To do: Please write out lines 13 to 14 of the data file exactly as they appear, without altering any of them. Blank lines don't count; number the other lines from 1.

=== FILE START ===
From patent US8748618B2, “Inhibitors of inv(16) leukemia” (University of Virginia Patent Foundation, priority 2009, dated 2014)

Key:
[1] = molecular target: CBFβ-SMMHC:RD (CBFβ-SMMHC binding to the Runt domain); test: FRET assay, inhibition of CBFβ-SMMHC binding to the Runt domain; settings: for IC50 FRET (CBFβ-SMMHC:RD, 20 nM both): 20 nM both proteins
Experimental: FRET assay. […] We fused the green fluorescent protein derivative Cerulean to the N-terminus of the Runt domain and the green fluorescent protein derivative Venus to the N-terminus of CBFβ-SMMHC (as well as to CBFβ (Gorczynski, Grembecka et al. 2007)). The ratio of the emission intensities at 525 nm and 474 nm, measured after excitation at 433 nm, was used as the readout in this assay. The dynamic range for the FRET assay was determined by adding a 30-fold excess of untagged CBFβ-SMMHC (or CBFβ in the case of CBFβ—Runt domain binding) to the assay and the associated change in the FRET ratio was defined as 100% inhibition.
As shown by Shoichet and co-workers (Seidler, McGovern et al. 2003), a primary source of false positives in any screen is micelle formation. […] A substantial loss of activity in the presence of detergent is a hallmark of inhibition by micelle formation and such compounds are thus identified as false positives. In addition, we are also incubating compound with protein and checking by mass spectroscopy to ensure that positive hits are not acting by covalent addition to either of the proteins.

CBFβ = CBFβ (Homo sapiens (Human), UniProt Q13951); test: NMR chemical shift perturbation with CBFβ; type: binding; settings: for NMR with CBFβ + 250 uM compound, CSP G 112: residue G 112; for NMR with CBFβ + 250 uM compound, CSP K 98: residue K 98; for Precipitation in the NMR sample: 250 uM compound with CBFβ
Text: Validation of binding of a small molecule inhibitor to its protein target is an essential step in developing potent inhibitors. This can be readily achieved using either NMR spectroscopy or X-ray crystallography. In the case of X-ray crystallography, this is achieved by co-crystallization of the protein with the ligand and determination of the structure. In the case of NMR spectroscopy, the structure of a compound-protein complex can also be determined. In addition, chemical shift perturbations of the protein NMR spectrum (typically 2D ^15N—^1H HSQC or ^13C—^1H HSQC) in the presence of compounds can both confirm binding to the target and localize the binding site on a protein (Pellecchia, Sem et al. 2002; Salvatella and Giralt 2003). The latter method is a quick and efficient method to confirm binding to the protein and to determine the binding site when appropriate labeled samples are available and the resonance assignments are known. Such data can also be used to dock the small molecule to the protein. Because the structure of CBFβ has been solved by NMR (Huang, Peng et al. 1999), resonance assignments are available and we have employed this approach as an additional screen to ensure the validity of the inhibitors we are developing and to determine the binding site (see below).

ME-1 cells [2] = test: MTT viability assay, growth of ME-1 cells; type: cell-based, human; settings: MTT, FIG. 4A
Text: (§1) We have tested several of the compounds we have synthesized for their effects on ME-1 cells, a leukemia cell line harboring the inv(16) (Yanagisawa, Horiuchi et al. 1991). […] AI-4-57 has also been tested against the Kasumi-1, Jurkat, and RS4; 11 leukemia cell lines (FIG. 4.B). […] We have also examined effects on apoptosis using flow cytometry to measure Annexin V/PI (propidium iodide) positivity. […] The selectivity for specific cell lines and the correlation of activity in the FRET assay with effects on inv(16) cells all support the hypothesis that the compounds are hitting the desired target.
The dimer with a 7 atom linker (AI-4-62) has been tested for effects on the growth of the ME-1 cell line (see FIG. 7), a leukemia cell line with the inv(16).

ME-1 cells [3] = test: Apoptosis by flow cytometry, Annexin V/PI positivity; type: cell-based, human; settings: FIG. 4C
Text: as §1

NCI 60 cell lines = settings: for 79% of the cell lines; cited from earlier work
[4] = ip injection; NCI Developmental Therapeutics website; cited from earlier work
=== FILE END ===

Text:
NCI 60 cell lines = settings: for 79% of the cell lines; cited from earlier work
[4] = ip injection; NCI Developmental Therapeutics website; cited from earlier work